Wednesday, June 18, 2014

Who gets DME better, SWGIT or SWGDE?

Yesterday's post featured an avalanche of new documents from SWGDE. One of note, Digital and Multimedia Evidence (Digital Forensics) as a Forensic Science Discipline, raised a few eyebrows around here. "Video Forensics" has largely been the domain of SWGIT. Now, out of the blue, comes SWGDE with their take on DME.

From the SWGDE document: "The purpose of this paper is to provide an abstract to assist the reader in understanding that digital forensics is a forensic science and to address confusion about the dual nature of the application of digital forensics techniques as both a forensic science and as an investigatory tool."

I love that they break down what they mean in clear terms: "As with other forensic science disciplines, the key attributes of digital forensics applied throughout the entire examination process, from collection through analysis and reporting, are:

  • Use of a quality management system containing standard operating procedures and an effective quality assurance program.
  • Proficient analysts with appropriate training, expertise, and experience.
  • Use of validated tools, processes, and methodologies.
  • Objectivity – the forensic analyst must be insulated from work-related undue pressures that could compromise the quality of work.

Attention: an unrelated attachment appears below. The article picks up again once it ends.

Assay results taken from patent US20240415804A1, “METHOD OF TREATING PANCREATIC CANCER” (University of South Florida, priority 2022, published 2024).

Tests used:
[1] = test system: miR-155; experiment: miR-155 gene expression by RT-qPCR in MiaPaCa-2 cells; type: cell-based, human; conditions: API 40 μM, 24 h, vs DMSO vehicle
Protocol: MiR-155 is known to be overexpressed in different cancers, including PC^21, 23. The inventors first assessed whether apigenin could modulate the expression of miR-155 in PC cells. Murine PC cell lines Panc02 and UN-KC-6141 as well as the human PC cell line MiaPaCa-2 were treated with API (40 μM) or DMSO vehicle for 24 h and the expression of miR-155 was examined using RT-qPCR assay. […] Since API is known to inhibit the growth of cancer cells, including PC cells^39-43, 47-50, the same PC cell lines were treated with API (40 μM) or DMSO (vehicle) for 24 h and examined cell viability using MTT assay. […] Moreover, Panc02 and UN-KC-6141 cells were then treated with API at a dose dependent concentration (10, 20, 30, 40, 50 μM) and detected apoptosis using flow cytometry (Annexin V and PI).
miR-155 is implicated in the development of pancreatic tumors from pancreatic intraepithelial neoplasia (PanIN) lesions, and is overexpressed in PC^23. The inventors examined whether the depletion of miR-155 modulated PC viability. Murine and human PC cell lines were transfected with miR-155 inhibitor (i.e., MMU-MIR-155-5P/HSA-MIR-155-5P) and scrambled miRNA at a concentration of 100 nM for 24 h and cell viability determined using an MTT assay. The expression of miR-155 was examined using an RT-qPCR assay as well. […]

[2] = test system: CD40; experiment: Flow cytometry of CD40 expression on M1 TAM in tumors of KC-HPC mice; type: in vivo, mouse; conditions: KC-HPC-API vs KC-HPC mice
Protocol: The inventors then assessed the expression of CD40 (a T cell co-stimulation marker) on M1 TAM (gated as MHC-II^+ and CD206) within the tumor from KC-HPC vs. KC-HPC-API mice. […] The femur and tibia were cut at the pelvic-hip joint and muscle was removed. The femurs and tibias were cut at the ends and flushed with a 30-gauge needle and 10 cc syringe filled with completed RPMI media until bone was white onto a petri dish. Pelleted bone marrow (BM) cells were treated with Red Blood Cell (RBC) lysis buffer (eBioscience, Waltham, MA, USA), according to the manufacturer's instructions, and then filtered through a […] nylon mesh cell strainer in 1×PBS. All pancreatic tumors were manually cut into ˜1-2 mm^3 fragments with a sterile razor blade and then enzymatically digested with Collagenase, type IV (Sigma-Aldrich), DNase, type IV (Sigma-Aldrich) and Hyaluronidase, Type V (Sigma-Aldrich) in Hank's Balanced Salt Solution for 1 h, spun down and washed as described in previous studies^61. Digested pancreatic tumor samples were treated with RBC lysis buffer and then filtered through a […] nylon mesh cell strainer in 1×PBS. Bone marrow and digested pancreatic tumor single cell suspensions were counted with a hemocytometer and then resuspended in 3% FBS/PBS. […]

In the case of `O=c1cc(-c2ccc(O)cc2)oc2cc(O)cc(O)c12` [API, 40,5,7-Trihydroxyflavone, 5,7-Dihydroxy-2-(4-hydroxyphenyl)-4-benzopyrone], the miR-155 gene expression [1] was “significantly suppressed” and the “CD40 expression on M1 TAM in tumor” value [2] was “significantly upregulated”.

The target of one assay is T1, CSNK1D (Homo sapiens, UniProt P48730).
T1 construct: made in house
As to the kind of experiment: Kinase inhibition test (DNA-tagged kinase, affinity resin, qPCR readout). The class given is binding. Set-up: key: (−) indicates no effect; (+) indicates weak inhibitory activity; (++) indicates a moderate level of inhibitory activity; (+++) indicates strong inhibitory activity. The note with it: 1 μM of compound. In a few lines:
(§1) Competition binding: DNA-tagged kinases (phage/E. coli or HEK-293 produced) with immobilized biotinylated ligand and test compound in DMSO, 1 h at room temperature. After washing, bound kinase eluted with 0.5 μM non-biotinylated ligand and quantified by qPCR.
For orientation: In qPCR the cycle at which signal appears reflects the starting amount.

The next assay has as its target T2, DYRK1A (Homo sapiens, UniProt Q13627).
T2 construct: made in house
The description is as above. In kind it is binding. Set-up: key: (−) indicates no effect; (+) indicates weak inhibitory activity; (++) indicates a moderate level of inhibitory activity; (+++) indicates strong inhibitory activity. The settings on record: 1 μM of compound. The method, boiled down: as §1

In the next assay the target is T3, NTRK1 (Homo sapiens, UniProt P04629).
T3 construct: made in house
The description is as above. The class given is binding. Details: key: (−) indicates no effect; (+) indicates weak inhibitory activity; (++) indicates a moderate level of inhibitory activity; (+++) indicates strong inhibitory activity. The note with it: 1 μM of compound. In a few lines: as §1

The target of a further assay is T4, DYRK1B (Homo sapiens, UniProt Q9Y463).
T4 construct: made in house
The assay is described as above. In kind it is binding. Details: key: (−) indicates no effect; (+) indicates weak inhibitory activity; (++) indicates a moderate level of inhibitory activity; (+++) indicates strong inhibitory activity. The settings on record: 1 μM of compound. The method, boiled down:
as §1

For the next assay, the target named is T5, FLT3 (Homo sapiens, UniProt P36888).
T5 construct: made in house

To help translate the document a bit, they try to differentiate between "forensic science" and "investigatory tool." I would argue that there should be no such difference. To me, when I hear "investigatory tool," I think "just trying to get something done." I think, untested, unvalidated, unreliable. 

By way of example, let's take mobile phones. An officer recovers a mobile phone from a suspect. He takes the phone, starts browsing through the messages and photos, and finds a photo in the gallery that seems to aid in the investigation. Not having training in mobile phone analysis, nor access to someone within that "search incident to arrest" time frame, the officer takes a picture of the phone's display with his own mobile phone.

For many investigations, it stops there. They have the picture they need. No further analysis is requested ... or maybe they don't have an analyst on staff or lack proper tools.

But, how can you answer questions about the photo on the suspect's phone? How did it get there? Did the phone generate it? Did an app generate it? Is it contextually authentic? You won't know without the phone and the original photo. You got something done, but you might have gotten it completely wrong.

Just something to consider.

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